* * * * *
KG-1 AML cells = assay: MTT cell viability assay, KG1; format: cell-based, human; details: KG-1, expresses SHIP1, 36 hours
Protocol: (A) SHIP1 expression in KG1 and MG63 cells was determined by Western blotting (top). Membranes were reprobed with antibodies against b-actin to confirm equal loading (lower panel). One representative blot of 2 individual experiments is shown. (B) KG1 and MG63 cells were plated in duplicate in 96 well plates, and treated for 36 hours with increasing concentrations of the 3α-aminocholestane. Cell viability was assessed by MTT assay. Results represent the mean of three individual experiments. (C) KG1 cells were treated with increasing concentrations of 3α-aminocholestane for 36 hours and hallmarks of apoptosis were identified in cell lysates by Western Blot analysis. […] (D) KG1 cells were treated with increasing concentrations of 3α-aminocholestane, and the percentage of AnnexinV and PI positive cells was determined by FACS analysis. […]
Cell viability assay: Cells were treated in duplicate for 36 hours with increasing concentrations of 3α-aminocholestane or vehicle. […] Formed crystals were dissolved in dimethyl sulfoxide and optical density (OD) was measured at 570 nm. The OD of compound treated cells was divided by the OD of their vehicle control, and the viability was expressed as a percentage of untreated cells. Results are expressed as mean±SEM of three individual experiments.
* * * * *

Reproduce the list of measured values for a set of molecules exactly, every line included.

KG-1 AML cells = assay: MTT cell viability assay, KG1; format: cell-based, human; details: KG-1, expresses SHIP1, 36 hours
Protocol: (A) SHIP1 expression in KG1 and MG63 cells was determined by Western blotting (top). Membranes were reprobed with antibodies against b-actin to confirm equal loading (lower panel). One representative blot of 2 individual experiments is shown. (B) KG1 and MG63 cells were plated in duplicate in 96 well plates, and treated for 36 hours with increasing concentrations of the 3α-aminocholestane. Cell viability was assessed by MTT assay. Results represent the mean of three individual experiments. (C) KG1 cells were treated with increasing concentrations of 3α-aminocholestane for 36 hours and hallmarks of apoptosis were identified in cell lysates by Western Blot analysis. […] (D) KG1 cells were treated with increasing concentrations of 3α-aminocholestane, and the percentage of AnnexinV and PI positive cells was determined by FACS analysis. […]
Cell viability assay: Cells were treated in duplicate for 36 hours with increasing concentrations of 3α-aminocholestane or vehicle. […] Formed crystals were dissolved in dimethyl sulfoxide and optical density (OD) was measured at 570 nm. The OD of compound treated cells was divided by the OD of their vehicle control, and the viability was expressed as a percentage of untreated cells. Results are expressed as mean±SEM of three individual experiments.